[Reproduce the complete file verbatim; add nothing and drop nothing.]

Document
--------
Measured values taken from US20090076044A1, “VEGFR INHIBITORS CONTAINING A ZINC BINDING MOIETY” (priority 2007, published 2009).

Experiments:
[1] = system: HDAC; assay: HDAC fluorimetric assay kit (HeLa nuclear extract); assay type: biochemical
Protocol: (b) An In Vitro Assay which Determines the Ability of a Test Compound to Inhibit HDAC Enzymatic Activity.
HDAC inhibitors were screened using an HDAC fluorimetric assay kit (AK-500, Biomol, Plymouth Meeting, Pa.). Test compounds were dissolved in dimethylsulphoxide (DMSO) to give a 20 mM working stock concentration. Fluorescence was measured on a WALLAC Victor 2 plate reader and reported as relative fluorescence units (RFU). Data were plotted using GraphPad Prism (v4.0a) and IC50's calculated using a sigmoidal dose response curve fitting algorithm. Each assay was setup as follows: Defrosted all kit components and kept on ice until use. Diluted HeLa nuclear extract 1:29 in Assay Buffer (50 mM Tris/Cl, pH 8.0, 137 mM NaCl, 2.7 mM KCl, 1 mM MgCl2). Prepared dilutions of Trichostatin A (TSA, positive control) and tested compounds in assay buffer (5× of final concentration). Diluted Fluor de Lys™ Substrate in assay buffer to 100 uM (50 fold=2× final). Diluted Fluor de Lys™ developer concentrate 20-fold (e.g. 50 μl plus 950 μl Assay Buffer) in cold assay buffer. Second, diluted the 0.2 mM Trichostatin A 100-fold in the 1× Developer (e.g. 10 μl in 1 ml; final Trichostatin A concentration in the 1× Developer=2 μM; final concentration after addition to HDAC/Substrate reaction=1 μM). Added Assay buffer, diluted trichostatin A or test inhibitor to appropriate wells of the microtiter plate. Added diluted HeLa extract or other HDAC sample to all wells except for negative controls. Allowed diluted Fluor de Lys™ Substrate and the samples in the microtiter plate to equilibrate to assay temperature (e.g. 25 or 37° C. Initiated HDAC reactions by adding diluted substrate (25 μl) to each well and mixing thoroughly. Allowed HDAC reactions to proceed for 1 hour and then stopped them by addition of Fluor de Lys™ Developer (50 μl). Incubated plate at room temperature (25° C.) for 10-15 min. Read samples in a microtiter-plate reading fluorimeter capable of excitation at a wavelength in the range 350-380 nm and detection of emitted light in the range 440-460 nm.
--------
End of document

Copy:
Measured values taken from US20090076044A1, “VEGFR INHIBITORS CONTAINING A ZINC BINDING MOIETY” (priority 2007, published 2009).

Experiments:
[1] = system: HDAC; assay: HDAC fluorimetric assay kit (HeLa nuclear extract); assay type: biochemical
Protocol: (b) An In Vitro Assay which Determines the Ability of a Test Compound to Inhibit HDAC Enzymatic Activity.
HDAC inhibitors were screened using an HDAC fluorimetric assay kit (AK-500, Biomol, Plymouth Meeting, Pa.). Test compounds were dissolved in dimethylsulphoxide (DMSO) to give a 20 mM working stock concentration. Fluorescence was measured on a WALLAC Victor 2 plate reader and reported as relative fluorescence units (RFU). Data were plotted using GraphPad Prism (v4.0a) and IC50's calculated using a sigmoidal dose response curve fitting algorithm. Each assay was setup as follows: Defrosted all kit components and kept on ice until use. Diluted HeLa nuclear extract 1:29 in Assay Buffer (50 mM Tris/Cl, pH 8.0, 137 mM NaCl, 2.7 mM KCl, 1 mM MgCl2). Prepared dilutions of Trichostatin A (TSA, positive control) and tested compounds in assay buffer (5× of final concentration). Diluted Fluor de Lys™ Substrate in assay buffer to 100 uM (50 fold=2× final). Diluted Fluor de Lys™ developer concentrate 20-fold (e.g. 50 μl plus 950 μl Assay Buffer) in cold assay buffer. Second, diluted the 0.2 mM Trichostatin A 100-fold in the 1× Developer (e.g. 10 μl in 1 ml; final Trichostatin A concentration in the 1× Developer=2 μM; final concentration after addition to HDAC/Substrate reaction=1 μM). Added Assay buffer, diluted trichostatin A or test inhibitor to appropriate wells of the microtiter plate. Added diluted HeLa extract or other HDAC sample to all wells except for negative controls. Allowed diluted Fluor de Lys™ Substrate and the samples in the microtiter plate to equilibrate to assay temperature (e.g. 25 or 37° C. Initiated HDAC reactions by adding diluted substrate (25 μl) to each well and mixing thoroughly. Allowed HDAC reactions to proceed for 1 hour and then stopped them by addition of Fluor de Lys™ Developer (50 μl). Incubated plate at room temperature (25° C.) for 10-15 min. Read samples in a microtiter-plate reading fluorimeter capable of excitation at a wavelength in the range 350-380 nm and detection of emitted light in the range 440-460 nm.